All provinces, autonomous regions and municipalities are now subject to reduced maximum contribution rates for the various social security programs under the “Comprehensive Plan for Reducing Social Insurance Rates” Notice (No.13) approved by the State Council. The changes are part of the government’s plans to reform social security and lower related costs for employers. Contribution rates for certain programs were already subject to temporary reductions introduced in 2016. The State Council has also confirmed its intent to consolidate the separate contribution rates for maternity and health care as a single contribution rate by the end of 2019.


With effect from May 1, 2019:

  • Employer retirement contributions to social security are reduced from a maximum of 20% of covered wages to no more than 16%. Each jurisdiction will need to confirm its own specific adjustments and transition plans. To offset the effect of the lower contributions, the government plans to:
    • Direct more subsidies to jurisdictions having financial difficulties, in particular to central and western regions and old industrial base provinces.
    • Increase the portion of local pension funds collected by the central government (from 3.0% to 3.5%, or more in future), to be reallocated to jurisdictions where needed to ease payout pressures.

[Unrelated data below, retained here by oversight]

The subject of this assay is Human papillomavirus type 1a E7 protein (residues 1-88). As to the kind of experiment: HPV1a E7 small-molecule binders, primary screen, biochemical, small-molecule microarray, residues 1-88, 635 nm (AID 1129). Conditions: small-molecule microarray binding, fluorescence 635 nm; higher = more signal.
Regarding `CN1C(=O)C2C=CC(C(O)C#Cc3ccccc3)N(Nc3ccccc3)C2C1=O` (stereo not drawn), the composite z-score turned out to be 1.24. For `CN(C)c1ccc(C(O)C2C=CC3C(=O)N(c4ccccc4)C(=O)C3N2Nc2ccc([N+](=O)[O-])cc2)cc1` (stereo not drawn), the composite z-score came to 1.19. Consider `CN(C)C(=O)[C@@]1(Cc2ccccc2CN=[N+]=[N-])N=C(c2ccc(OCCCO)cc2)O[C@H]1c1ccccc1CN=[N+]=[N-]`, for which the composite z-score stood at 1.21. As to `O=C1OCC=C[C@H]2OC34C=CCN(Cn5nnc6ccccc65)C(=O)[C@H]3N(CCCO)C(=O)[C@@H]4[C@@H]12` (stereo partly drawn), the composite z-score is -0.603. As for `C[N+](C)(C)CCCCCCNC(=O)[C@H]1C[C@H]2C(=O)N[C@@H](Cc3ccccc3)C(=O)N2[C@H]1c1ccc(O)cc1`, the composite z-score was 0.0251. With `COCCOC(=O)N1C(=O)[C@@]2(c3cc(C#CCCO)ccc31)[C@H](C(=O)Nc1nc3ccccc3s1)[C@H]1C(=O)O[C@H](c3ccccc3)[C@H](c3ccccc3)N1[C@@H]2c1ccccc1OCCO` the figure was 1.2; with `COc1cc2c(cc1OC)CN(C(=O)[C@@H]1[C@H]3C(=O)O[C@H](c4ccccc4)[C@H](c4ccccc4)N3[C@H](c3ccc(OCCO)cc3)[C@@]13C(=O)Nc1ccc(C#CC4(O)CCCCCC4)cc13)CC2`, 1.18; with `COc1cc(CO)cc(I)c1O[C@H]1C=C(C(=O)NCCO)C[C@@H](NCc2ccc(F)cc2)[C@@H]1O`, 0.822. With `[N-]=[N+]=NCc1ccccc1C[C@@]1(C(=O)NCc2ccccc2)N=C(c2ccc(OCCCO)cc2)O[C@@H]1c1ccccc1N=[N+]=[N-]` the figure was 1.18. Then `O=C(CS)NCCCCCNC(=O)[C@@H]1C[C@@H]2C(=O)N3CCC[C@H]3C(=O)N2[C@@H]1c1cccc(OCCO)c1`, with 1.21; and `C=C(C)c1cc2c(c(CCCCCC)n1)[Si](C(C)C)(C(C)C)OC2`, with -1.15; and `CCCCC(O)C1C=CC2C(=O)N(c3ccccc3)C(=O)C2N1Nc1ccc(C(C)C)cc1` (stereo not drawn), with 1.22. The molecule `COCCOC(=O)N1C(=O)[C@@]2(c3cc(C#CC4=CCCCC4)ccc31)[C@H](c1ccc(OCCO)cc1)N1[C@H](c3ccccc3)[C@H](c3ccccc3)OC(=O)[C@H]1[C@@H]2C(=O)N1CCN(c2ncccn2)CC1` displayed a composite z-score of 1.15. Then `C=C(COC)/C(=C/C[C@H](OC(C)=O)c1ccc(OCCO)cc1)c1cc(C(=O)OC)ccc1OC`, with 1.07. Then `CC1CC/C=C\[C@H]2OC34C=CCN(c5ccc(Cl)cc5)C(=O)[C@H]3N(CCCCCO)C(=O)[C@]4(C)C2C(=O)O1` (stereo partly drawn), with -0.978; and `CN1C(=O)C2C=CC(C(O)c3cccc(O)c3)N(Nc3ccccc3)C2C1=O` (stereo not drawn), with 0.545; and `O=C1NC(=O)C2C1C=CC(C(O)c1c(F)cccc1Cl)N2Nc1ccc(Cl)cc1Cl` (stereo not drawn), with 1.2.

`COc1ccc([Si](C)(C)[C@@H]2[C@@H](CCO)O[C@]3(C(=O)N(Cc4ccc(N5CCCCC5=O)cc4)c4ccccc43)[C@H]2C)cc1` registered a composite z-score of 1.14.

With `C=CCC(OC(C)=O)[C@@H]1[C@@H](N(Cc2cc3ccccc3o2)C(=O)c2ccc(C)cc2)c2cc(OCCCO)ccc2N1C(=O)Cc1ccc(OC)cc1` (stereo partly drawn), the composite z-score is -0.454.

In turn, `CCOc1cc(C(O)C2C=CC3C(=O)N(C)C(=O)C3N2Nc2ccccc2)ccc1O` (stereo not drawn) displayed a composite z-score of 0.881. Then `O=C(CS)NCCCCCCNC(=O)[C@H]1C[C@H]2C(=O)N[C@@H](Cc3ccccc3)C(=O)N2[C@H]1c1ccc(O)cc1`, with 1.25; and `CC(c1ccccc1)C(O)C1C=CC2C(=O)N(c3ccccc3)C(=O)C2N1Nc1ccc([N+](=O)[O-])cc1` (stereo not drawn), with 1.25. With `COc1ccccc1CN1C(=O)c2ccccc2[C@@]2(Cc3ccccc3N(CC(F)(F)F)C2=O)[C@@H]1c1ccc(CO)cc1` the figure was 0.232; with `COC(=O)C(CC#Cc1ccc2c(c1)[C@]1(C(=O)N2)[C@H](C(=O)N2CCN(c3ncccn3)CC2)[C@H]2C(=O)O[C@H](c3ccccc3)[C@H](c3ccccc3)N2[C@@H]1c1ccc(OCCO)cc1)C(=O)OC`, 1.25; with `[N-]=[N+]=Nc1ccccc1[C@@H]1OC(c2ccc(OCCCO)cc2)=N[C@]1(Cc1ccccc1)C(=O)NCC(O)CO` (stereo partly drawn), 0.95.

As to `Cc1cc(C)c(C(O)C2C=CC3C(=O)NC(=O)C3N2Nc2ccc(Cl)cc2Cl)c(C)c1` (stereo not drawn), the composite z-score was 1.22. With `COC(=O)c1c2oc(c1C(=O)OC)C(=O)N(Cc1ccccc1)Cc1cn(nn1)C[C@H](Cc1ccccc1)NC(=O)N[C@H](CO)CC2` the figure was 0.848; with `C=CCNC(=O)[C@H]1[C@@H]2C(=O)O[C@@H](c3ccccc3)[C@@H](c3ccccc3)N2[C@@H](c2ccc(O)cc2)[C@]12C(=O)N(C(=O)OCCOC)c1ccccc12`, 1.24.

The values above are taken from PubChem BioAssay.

• Emphasize the provincial government’s responsibility to build up sharing mechanisms to counter local pension fund shortfalls.
  • Calculation of covered wages for employer and employee social security contributions (for all programs, including retirement) is now based on city average earnings (CAE) of full-time workers in both the public and private sectors (it was previously based only on wages of public sector workers). Since average wages in the private sector are generally lower than in the public sector, the change is expected to result in lower covered wage ceilings. This change in the CAE calculation also affects the calculation of pension benefits (which are based on 1% of the average of CAE and the individual’s career average earnings, multiplied by years of service).
  • Existing temporary reductions in contribution rates for unemployment and workers compensation are extended until April 30, 2020.

In a separate announcement following a successful pilot program, the State Council has confirmed that all provinces/municipalities must combine the social security contributions for maternity and health care into one single contribution by the end of 2019. As part of this move, the maternity insurance fund will be merged into the basic medical insurance fund and will provide both health care and maternity benefits. The change should have no effect on the overall employer or employee contribution rate.


Most employers are expected to benefit from the reduction in social security costs, which is estimated to lower the financial burden on companies by CNY 300 billion in 2019. Employee contributions, as well as future pension benefits, are also expected to decrease. Each provincial/municipal government needs to confirm its contribution rates based on these new requirements. Exact details of how they will apply the changes are still to be determined, but employers should monitor announcements in each province/municipality in which they operate and adjust payroll systems to reflect the reductions as well as inform employees of the changes.